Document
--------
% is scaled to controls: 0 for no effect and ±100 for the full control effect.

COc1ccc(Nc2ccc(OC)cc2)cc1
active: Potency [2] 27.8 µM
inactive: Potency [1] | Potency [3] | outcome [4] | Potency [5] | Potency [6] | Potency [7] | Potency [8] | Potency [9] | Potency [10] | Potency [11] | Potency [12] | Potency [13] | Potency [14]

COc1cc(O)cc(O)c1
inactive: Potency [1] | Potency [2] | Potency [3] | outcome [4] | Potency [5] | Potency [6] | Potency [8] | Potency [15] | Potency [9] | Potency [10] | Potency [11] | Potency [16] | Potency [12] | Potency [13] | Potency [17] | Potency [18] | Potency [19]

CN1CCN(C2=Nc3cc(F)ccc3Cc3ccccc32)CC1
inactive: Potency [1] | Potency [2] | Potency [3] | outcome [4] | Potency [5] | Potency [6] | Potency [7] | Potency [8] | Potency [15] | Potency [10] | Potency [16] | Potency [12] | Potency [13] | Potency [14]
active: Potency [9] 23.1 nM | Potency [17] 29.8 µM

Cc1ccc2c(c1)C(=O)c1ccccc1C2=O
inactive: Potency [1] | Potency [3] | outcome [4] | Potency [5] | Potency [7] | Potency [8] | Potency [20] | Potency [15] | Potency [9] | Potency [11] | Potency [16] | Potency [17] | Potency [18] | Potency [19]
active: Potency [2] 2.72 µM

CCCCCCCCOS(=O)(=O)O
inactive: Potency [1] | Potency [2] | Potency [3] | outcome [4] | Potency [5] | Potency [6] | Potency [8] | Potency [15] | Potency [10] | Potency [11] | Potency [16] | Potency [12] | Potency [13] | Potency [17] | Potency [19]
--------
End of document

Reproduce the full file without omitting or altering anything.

% is scaled to controls: 0 for no effect and ±100 for the full control effect.

COc1ccc(Nc2ccc(OC)cc2)cc1
active: Potency [2] 27.8 µM
inactive: Potency [1] | Potency [3] | outcome [4] | Potency [5] | Potency [6] | Potency [7] | Potency [8] | Potency [9] | Potency [10] | Potency [11] | Potency [12] | Potency [13] | Potency [14]

COc1cc(O)cc(O)c1
inactive: Potency [1] | Potency [2] | Potency [3] | outcome [4] | Potency [5] | Potency [6] | Potency [8] | Potency [15] | Potency [9] | Potency [10] | Potency [11] | Potency [16] | Potency [12] | Potency [13] | Potency [17] | Potency [18] | Potency [19]

CN1CCN(C2=Nc3cc(F)ccc3Cc3ccccc32)CC1
inactive: Potency [1] | Potency [2] | Potency [3] | outcome [4] | Potency [5] | Potency [6] | Potency [7] | Potency [8] | Potency [15] | Potency [10] | Potency [16] | Potency [12] | Potency [13] | Potency [14]
active: Potency [9] 23.1 nM | Potency [17] 29.8 µM

Cc1ccc2c(c1)C(=O)c1ccccc1C2=O
inactive: Potency [1] | Potency [3] | outcome [4] | Potency [5] | Potency [7] | Potency [8] | Potency [20] | Potency [15] | Potency [9] | Potency [11] | Potency [16] | Potency [17] | Potency [18] | Potency [19]
active: Potency [2] 2.72 µM

CCCCCCCCOS(=O)(=O)O
inactive: Potency [1] | Potency [2] | Potency [3] | outcome [4] | Potency [5] | Potency [6] | Potency [8] | Potency [15] | Potency [10] | Potency [11] | Potency [16] | Potency [12] | Potency [13] | Potency [17] | Potency [19]